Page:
Healing Pandora: The Restoration of Hope and Abundance
The mythic Pandora has long been misunderstood as one who brought evil into the world. She was thought to be the first mortal woman created and sent to Earth by the gods. Her infamous box, once opened, leads to the escape of diseases and other ills, resulting in a lasting curse upon humankind.
But this is not Pandora’s original story; in fact, the modern retelling of this myth is vastly different from Pandora’s true nature. In Healing Pandora, author Gail Thomas explores the origins of the Pandora myth, how it evolved into the tale we accept today, and Pandora’s influence on our culture.
Thomas asserts that long before Pandora’s myth became twisted, she inhabited the role of a goddess. Pandora was not just any goddess. She was the Earth Mother and maker of “all things, all gods, and all mortals.” But like many other female figures (historical or mythical), Pandora’s role as life giver transformed into one who bestows misfortune upon the world, and men in particular.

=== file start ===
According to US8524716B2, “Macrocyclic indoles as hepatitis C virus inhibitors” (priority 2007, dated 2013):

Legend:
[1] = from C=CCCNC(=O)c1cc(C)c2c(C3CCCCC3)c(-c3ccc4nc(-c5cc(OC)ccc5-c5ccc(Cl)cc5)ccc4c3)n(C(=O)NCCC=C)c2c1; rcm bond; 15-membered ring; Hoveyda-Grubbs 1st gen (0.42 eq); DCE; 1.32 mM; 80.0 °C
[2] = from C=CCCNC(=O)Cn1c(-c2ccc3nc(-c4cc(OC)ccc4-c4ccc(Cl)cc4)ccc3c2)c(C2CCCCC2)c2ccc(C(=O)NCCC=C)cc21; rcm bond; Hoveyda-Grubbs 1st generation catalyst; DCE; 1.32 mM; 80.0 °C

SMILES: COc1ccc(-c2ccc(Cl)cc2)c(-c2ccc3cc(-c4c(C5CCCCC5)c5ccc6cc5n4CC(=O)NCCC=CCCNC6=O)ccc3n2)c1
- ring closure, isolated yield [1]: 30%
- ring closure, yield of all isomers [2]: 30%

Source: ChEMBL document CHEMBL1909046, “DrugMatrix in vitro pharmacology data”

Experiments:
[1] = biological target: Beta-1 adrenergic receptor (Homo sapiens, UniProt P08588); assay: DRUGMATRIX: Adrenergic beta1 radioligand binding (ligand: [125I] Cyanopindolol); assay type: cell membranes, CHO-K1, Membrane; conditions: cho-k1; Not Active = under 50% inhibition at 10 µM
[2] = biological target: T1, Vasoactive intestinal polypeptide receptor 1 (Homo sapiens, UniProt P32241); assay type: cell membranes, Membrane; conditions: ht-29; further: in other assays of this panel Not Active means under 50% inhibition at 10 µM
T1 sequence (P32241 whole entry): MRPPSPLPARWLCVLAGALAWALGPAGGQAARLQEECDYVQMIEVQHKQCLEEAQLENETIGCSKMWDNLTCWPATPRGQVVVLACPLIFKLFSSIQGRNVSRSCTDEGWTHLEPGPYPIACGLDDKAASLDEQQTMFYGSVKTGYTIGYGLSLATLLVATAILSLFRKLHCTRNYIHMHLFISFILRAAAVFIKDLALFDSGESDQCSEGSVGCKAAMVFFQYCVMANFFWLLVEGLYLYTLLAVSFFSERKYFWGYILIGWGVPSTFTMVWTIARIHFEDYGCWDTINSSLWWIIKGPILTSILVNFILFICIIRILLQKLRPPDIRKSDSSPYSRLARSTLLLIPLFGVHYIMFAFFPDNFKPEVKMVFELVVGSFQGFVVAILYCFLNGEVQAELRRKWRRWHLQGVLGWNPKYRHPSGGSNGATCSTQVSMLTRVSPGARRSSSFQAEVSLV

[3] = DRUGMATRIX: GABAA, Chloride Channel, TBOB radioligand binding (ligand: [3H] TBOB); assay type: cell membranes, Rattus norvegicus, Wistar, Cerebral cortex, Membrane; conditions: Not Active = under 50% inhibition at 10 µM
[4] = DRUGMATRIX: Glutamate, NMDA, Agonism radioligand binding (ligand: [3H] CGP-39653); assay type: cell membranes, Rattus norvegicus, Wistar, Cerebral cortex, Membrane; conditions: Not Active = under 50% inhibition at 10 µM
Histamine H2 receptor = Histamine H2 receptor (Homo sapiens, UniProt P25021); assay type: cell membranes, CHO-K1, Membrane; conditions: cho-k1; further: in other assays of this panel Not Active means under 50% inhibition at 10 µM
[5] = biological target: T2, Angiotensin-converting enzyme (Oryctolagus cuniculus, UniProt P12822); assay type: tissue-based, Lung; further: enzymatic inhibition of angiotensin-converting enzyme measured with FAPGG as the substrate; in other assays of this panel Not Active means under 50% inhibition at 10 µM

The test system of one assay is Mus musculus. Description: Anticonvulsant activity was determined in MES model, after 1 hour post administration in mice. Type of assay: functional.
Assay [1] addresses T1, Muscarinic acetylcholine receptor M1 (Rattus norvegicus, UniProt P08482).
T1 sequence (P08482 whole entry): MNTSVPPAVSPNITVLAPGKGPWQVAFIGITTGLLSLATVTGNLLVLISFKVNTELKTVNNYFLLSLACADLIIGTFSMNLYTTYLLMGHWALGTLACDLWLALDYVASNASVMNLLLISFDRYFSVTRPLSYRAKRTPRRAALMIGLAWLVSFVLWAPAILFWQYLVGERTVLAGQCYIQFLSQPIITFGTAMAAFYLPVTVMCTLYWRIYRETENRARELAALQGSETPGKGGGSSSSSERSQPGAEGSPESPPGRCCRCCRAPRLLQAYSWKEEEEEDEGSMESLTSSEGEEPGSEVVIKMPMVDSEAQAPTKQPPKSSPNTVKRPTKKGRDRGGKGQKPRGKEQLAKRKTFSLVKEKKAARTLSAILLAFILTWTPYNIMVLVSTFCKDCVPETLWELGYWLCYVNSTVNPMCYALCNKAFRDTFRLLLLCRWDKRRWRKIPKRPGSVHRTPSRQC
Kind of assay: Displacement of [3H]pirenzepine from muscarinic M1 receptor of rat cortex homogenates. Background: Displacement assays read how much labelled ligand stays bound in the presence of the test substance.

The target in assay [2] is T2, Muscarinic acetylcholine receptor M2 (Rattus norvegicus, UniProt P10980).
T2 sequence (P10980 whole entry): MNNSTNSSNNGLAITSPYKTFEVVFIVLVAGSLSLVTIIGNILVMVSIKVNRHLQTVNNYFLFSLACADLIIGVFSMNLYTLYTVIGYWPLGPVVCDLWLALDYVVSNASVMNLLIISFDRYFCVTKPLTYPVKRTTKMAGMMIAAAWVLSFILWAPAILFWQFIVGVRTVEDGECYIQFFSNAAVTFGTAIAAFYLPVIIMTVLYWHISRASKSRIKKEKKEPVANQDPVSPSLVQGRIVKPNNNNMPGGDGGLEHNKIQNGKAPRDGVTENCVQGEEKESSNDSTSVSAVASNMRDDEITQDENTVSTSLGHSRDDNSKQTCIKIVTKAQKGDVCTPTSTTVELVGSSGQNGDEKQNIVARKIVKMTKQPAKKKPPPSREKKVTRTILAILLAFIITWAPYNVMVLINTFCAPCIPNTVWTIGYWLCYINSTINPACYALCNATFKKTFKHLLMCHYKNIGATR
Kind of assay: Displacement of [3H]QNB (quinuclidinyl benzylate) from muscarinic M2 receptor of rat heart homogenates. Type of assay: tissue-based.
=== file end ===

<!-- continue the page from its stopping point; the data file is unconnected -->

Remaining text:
The first half of Healing Pandora takes a thorough look at the goddess and the vessel she carries, while in the second half, Thomas focuses on how people can apply Pandora’s lessons to modern culture. Thomas describes Pandora as “an archetypal image of culture, an image no longer in the consciousness of our world today.” She invites the reader to consider Western culture as a living entity and describe its appearance. The author bets the image would be one of “competition and scarcity.” By viewing culture through the Pandora myth, however, Thomas states that we will find “a bountiful feminine figure with outstretched arms and hands, waiting to provide everything we need.” The latter outlook seems most assuredly a rarity for Westerners.
Some solutions Thomas offers for transforming culture include women and men embracing their feminine side and also to become true stewards of the earth who recognize that spirit exists in all matter. She also suggests considering how different the world would appear to each of us if we imagined it as a bountiful place instead of one that is always deficient in some way or another.
Of course with a book titled Healing Pandora one would expect the author to spend some time analyzing myth. Thomas does this and takes liberty by discussing Pandora and many other mythic figures in great detail, so much that it’s difficult to keep track of the book’s main purpose. On the other hand, she does raise many valuable and thought-provoking insights toward culture today that are worth contemplating, and Thomas provides a much-needed background of Pandora before her myth became corrupted.